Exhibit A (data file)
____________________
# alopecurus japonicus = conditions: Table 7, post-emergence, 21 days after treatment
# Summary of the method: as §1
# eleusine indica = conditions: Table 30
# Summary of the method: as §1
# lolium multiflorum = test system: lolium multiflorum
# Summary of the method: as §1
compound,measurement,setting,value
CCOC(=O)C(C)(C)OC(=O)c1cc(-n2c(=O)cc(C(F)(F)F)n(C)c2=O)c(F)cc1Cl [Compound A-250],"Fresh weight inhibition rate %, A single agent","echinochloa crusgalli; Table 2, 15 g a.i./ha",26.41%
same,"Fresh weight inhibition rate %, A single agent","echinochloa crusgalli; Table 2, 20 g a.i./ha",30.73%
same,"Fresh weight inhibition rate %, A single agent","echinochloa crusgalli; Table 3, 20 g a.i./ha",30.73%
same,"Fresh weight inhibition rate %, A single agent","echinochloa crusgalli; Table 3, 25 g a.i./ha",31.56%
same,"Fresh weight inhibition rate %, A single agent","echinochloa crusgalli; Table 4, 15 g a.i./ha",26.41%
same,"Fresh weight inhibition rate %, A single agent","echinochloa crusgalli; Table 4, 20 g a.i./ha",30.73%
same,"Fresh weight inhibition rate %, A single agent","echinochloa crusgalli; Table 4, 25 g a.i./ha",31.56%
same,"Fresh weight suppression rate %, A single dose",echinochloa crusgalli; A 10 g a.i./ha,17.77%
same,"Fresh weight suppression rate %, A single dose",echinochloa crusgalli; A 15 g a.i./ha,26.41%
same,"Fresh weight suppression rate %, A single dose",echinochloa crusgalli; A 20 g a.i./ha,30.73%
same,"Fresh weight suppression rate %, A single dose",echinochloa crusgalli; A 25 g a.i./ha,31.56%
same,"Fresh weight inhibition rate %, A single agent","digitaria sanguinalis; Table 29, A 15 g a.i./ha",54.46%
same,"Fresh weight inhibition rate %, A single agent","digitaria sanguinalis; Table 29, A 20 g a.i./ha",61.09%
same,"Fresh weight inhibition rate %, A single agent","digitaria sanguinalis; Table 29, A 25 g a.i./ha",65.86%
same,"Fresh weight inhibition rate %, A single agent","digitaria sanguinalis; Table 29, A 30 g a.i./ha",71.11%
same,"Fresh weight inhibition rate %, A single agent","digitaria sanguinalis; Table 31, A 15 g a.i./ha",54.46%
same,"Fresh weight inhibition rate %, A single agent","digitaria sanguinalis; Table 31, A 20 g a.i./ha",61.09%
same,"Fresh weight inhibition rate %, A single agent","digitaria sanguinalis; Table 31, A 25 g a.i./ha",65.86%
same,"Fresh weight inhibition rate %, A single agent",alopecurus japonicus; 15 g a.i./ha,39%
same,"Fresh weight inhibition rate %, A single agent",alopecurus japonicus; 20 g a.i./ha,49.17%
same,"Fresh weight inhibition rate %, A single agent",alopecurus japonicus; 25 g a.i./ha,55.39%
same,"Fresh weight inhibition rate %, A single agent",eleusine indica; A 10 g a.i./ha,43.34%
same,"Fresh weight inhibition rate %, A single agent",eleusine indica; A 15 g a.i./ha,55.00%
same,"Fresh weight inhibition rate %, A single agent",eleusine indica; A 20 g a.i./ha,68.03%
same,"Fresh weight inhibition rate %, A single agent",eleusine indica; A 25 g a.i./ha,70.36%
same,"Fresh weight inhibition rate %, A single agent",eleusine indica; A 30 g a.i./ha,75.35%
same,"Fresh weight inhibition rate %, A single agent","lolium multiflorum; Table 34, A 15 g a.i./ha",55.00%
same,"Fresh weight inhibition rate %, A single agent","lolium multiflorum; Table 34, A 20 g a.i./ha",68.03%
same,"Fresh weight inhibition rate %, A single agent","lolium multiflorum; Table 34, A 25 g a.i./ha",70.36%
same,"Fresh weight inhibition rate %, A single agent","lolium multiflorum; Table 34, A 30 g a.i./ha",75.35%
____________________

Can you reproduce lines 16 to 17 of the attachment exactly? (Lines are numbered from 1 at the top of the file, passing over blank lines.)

same,"Fresh weight suppression rate %, A single dose",echinochloa crusgalli; A 15 g a.i./ha,26.41%
same,"Fresh weight suppression rate %, A single dose",echinochloa crusgalli; A 20 g a.i./ha,30.73%